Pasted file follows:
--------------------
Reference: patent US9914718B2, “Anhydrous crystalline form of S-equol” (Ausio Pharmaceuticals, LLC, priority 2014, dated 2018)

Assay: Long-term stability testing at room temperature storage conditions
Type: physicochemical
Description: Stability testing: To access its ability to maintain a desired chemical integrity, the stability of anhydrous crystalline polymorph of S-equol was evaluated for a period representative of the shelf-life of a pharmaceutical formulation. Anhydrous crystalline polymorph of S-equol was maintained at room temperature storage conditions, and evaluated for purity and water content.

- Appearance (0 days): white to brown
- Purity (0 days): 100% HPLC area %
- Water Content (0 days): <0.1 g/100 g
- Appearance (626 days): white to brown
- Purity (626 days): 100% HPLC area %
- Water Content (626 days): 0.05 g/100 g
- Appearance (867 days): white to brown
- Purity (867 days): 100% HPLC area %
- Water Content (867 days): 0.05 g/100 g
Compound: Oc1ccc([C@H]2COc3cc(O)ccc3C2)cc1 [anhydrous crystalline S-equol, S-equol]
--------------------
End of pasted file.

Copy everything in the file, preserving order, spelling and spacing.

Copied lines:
Reference: patent US9914718B2, “Anhydrous crystalline form of S-equol” (Ausio Pharmaceuticals, LLC, priority 2014, dated 2018)

Assay: Long-term stability testing at room temperature storage conditions
Type: physicochemical
Description: Stability testing: To access its ability to maintain a desired chemical integrity, the stability of anhydrous crystalline polymorph of S-equol was evaluated for a period representative of the shelf-life of a pharmaceutical formulation. Anhydrous crystalline polymorph of S-equol was maintained at room temperature storage conditions, and evaluated for purity and water content.

- Appearance (0 days): white to brown
- Purity (0 days): 100% HPLC area %
- Water Content (0 days): <0.1 g/100 g
- Appearance (626 days): white to brown
- Purity (626 days): 100% HPLC area %
- Water Content (626 days): 0.05 g/100 g
- Appearance (867 days): white to brown
- Purity (867 days): 100% HPLC area %
- Water Content (867 days): 0.05 g/100 g
Compound: Oc1ccc([C@H]2COc3cc(O)ccc3C2)cc1 [anhydrous crystalline S-equol, S-equol]